Increasing HR Engagement

IPFrontline: Chief IP Counsel do not believe metrics provide useful measure of IP business value
February 24, 2016
Strategies For Optimizing The Litigation Team’s Resources
February 24, 2016

Increasing HR Engagement

The HR team has a strong interest in developing relationships with and among employees. This piece presents ways to engage employees through empowerment. It also offers other strategies for building relationships with other members of their team.

The Importance Of Proactive Involvement

The human resources team typically helps with a variety of common functions at the company, including onboarding, responding to conflicts, and helping with similar employee-related matters at the company. However, HR can and should participate in more than merely transactional work for the business. With the right mindset and resources, CHROs can play a central role in boosting employee engagement with bigger-picture initiatives.

CHROs can play a central role in boosting employee engagement with bigger-picture initiatives.

One example is developing a mentorship program facilitated by the HR department. To launch such a program, consider finding a mentor outside of a hire’s department. This action will help acquaint the hire with other aspects of the company to supplement their more focused departmental education. It will also allow for new hires to express their thoughts and concerns as they ease into their new role without fear of judgment that may impact their relationships with colleagues. The non-departmental mentor can serve as a quasi-confidant and allow hires to receive more candid and useful answers.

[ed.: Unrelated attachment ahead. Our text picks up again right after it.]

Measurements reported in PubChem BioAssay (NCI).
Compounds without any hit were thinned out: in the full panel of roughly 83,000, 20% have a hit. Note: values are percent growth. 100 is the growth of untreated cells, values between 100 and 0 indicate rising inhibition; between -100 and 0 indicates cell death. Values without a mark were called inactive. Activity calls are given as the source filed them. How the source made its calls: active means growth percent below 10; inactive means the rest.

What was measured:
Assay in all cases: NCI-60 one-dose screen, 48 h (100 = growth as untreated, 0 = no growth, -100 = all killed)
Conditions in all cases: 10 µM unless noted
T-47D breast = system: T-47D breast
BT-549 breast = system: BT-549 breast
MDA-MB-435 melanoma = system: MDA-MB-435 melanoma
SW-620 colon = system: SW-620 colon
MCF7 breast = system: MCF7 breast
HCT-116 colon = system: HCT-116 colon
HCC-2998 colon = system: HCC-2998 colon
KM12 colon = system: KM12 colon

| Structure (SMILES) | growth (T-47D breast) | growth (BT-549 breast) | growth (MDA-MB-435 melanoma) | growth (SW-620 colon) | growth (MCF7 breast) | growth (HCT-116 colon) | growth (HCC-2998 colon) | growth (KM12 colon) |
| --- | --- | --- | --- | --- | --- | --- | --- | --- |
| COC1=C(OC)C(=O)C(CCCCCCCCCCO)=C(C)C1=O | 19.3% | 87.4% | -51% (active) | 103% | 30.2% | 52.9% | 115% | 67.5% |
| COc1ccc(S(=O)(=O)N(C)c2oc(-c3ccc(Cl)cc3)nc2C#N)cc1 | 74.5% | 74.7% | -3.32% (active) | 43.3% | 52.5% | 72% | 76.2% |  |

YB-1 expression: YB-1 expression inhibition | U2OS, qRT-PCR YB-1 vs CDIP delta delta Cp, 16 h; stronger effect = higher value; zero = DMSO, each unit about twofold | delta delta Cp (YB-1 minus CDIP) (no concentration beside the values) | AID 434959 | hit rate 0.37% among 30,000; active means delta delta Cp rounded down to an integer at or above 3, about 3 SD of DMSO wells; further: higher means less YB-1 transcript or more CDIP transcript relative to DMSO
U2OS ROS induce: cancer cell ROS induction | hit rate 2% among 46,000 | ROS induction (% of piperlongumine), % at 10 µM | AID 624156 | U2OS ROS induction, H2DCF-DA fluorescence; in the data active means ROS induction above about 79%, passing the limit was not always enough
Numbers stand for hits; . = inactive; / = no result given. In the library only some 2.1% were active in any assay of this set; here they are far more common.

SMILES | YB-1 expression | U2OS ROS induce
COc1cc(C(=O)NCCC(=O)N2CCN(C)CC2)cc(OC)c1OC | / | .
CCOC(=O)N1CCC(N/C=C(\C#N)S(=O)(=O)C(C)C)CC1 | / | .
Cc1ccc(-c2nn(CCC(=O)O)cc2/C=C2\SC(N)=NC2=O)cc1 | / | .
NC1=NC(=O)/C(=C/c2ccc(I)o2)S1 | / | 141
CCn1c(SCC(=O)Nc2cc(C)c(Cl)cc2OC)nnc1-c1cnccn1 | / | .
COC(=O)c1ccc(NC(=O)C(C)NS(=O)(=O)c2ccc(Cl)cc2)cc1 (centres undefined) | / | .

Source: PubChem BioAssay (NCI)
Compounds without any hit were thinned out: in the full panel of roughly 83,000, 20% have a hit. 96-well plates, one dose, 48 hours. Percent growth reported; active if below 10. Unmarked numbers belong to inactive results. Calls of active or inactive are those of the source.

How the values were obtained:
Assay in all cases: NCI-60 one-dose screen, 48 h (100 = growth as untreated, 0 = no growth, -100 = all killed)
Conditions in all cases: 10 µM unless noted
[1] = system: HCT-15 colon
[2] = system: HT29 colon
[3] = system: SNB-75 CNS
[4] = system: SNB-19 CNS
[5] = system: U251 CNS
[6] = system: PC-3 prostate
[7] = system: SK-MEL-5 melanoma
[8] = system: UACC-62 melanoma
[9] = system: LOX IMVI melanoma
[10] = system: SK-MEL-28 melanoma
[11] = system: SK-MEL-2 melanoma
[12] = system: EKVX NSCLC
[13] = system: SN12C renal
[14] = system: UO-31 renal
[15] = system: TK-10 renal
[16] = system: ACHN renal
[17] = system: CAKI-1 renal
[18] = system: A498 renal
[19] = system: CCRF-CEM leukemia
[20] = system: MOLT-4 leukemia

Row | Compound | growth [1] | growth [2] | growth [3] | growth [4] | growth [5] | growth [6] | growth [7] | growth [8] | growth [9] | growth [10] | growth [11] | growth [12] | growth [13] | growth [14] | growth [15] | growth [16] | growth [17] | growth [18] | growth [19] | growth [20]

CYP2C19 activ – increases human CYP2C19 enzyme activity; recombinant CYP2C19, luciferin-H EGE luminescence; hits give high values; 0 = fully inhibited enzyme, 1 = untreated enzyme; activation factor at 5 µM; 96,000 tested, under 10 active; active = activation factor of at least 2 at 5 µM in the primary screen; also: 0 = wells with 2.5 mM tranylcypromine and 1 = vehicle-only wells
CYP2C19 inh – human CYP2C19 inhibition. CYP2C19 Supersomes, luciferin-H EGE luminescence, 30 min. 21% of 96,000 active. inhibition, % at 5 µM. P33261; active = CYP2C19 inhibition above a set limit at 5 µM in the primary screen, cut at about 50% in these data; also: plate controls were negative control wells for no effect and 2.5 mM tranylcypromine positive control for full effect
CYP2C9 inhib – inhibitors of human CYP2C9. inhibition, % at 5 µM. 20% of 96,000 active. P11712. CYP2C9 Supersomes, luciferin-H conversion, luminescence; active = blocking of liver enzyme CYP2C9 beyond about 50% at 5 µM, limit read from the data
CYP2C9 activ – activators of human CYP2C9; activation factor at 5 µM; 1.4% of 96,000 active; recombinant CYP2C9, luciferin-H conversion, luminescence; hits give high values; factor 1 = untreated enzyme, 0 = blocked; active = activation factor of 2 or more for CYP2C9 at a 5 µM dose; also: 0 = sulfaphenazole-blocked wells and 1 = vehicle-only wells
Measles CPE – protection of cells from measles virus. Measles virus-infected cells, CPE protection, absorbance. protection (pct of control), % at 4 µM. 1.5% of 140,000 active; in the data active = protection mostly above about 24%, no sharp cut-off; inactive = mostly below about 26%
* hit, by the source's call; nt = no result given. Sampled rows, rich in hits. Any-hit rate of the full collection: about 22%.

Making Use Of Feedback

For current employees, HR should make a proactive effort to receive feedback and address employee goals and concerns. A common practice in this regard is the use of departmental surveys, which often yield some success. Consider complementing this effort with in-depth interviews. Questions should relate to productivity, employee happiness, goals for the future, and suggestions for the company. After the feedback is received, the Chief HR Officer should work with relevant executives and make a case for recommendations designed to address the feedback.

Staying Involved

HR should also work to play a key role in engaging the team when an unpopular policy is made in order to temper reactions. For instance, the company may have to increase standards in the workplace environment. As a start in managing the change, provide general information as to why the decision was made. It may also be helpful to present the thought process behind the decision. Showing that the choice was not made lightly will emphasize the importance of the change as well as demonstrate that the interests of the team were considered. Of course, the human resources department needs to be open to feedback and should be willing to talk about the impacts of the policy change.

Showing that the choice was not made lightly will emphasize the importance of the change.

With any major change, if the opportunity exists, consider experimenting on a small scale before rolling out the change to the broader group. This approach can help you weed out problems with the strategy or the change itself. You will also gather useful information that can guide you as you encounter the need for future changes of equivalent magnitude.


Through these efforts, the HR department may see several positive changes. With regards to the interviews and feedback, employees will feel more valued, especially if a recommendation comes to fruition. Consequently, employee productivity may well increase. The staff will also recognize the efforts made by your department and likely become more open-minded as to your department’s future efforts.